+
                  ====@==@AAD?>D@@==DACBC?@BB@C==AB==A@D>AD==?CB==@=B?=A>D?=DB=?>>D@EB===??=@C=?C>@>@B>=?C@@>=====?@>=
                  @1_chr1_0_831114_831213_823114_Ecoli
                  TCCGTGGGCGCGGGTAAAAATCTCATCCAGTCCGGCCTGCACTTTTAACGGATGATTAGCTTTTTGCCGCCAGTCATTGAAATCACCCGCCACCAATACC
                  +
                  ????@CCBECFFGGFEDFGEDFEDGEDFEFEFEFCFGFEEDECEFFADEEEEGCFDFEEEEBCCEFFFFDEDDFEECCFEDEGFFF@BFEDADAC????@
                  @2_chr1_1_15074406_15074505_4818091_Soneidensis
                  AGGAAAATGTCGCGTTATCGCCTCTACTTGCCTGTATTATCGAGGAGCAGCAACGGGTACATGGTCATGAGCAAAAAATTCAATTATTTTCTGACGATAC
                  +
                  @@BCA@FGEHFGGFGHHFHGEHGFFFHEGFGHGFGEEFEEFFFGFECDFFDHHEDFFDGFEGEEGDDGDEEEECGEDDECFGCFFEFDGFEFFDBAAB@@
                  @3_chr1_0_4666555_4666654_18580_Evietnamensis
                  ATTTTATAAATATAATTCCATTATTAACTATTTACTGCTTAAAAAATCATTTACAGCCAAAAATAAGTAAATTATTTACATTTTCAGACTGCTTGCAGCT
                  +
                  <<<>>@@BABCCDBDDBDBDDCABBBDB?BCCBBBCBBABC@@CBA@C@C=A=B?BCA<?AA@?B>@B?>CA@@BABBA>@@?BB?=CA<A=A<?><<><
                  The headers are a little annoying, but take this read, for example:

                  @2_chr1_1_15074406_15074505_4818091_Soneidensis

                  That's read 2; it came from the minus strand; and starts at position 4818091 in the sequence named Soneidensis. The stop location of the read is harder to figure out, but is 4818091+(15074505-15074406)=4818190.

                  I just tested it and it looks like with fasta output you don't get the custom names. In that case, generate fastq output, then you can change it to fasta format like this, keeping the names:

                  reformat.sh in=random.fq out=random.fa

                  I will fix that oversight soon.

                  Edit: Ninja'd by HESmith!

                  Comment


                  • #10
                    Even the blind squirrel finds the occasional nut…

                    Does this mean I've earned my first milli-bushnell?

                    -Harold

                    Comment


                    • #11
                      Yes, I award you +0.001

                      Comment


                      • #12
                        Thank you guys!. That was the problem. I was generating the output in FASTA.
                        thanks again.

                        Comment


                        • #13
                          Sorry to continue bothering you guys with this. However, I have been using randomreads.sh from BBmap a lot recently and want to see if what I need can be accomplished.

                          I am trying to get a based set of reads that are an exact match against the reference genome (no SNPs, no quality issues, just exact chunks of the genome). Since what I am doing is benchmarking different tools accuracy (including one of my own) I want to have a base test case where all tools can match all the reads. Then I would like to start adding SNPs to the reads generation to see how each tool behaves.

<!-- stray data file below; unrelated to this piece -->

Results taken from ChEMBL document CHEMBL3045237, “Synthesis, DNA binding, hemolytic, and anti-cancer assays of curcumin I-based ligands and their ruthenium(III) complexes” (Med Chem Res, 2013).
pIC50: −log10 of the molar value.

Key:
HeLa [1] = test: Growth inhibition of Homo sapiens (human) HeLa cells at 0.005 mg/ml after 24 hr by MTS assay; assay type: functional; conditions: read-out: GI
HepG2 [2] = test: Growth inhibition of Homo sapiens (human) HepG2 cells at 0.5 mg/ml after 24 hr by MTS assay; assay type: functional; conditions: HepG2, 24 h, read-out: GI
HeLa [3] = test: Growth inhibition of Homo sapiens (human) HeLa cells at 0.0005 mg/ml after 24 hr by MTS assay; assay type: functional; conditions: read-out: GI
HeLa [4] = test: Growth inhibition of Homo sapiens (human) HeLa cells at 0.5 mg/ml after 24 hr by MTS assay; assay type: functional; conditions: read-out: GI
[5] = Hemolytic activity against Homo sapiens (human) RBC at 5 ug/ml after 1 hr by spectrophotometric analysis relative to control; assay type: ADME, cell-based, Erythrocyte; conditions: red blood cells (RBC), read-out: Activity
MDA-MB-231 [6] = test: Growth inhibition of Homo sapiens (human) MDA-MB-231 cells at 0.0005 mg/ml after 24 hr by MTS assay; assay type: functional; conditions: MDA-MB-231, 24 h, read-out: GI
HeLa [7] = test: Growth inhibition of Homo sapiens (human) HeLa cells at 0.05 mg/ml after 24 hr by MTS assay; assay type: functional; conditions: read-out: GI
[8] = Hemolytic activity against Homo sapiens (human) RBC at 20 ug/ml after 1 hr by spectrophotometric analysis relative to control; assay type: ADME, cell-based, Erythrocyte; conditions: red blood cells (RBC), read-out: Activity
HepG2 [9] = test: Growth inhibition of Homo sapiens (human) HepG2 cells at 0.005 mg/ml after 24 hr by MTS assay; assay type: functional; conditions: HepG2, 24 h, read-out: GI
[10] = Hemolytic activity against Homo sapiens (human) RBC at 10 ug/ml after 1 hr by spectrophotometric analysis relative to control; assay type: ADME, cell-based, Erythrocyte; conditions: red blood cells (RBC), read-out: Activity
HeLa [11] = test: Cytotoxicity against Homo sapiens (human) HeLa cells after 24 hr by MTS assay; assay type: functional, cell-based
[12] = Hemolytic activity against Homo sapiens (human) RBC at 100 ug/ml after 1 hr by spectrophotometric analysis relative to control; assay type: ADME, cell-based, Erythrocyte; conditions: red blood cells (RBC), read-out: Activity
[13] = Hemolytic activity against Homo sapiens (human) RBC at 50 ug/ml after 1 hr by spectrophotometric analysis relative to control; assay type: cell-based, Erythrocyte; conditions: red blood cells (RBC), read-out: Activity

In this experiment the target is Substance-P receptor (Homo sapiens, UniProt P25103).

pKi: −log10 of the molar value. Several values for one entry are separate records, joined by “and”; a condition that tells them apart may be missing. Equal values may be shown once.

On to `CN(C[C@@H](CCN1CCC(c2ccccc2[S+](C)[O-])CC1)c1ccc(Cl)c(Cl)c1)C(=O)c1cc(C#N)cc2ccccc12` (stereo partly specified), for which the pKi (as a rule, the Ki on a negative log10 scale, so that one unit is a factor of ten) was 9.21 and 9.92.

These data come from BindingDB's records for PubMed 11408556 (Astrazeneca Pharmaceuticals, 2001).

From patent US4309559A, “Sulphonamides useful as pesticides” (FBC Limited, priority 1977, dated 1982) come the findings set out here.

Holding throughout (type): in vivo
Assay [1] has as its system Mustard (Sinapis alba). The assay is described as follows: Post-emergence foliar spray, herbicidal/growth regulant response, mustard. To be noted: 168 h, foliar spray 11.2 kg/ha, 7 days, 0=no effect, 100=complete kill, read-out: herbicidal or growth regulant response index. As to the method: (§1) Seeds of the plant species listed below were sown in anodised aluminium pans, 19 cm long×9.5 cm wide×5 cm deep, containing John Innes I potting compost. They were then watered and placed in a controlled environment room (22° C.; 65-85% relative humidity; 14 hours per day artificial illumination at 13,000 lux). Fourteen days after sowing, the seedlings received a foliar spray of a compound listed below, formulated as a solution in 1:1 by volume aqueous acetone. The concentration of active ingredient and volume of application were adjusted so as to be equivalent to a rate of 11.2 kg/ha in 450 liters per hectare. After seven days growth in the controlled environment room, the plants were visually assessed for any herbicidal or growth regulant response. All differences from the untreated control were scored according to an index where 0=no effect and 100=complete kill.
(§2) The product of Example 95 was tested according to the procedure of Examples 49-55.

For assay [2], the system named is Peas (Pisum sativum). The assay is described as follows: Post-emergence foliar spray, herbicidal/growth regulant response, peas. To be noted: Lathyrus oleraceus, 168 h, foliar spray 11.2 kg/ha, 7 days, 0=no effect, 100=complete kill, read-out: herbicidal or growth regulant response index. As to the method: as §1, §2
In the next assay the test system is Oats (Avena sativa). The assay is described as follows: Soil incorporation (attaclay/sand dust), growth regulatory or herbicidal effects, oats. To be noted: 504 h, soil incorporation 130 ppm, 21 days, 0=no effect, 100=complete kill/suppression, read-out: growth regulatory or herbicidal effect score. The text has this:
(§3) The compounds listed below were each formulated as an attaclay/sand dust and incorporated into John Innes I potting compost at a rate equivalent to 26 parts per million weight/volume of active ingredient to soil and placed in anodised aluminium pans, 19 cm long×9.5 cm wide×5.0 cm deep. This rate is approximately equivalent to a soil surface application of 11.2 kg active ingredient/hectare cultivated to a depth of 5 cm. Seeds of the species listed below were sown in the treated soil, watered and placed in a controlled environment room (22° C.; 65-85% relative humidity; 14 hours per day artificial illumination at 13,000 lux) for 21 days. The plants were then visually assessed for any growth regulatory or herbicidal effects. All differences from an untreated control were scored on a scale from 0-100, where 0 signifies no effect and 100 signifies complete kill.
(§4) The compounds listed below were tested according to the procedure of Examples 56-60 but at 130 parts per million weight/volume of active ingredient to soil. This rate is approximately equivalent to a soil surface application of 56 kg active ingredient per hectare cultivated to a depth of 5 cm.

Seems I have not being able to generate a set of reads which could be exact matches. This is what I am trying to do:

                          $ ./randomreads.sh ref=<my_reference> maxsnps=0 maxinss=0 maxdels=0 maxsubs=0 adderrors=false out=reads.fastq reads=1000 minlength=18 maxlength=55 seed=-1

                          Seems that around 45% of the reads generated are exact matches (calculated by doing grep file matches of the generated read against the reference) but not all of them are. Are there any other parameters that could be added to for exact reads? I could create a simple program myself but I want to continue using random reads for adding SNPs once my base is obtained.

                          I am assuming that after I can get an exact read then I will just be adding SNPs (using maxsnps parameter). Correct?

                          Comment


                          • #14
                            'grep' doesn't wrap lines, and most references have a defined number of characters per line. I suspect that your unmatched reads are split across two lines. Check and let us know.

                            Comment


                            • #15
                              Thanks, yes you are correct. However, I forgot to mention that for the purpose of this exercise I trimmed all scaffolds in the reference genome to have their sequence on a single line.

                              The reason I did that was to understand why the tools I am benchmarking produced so low accuracy when compare to the start position on the read. When I performed the grep exercise I found the the tools results matched perfectly on the reads that were exact, but bad on the non exact one. Since I want to get the same baseline I want to have a set of perfect matches.

                              Comment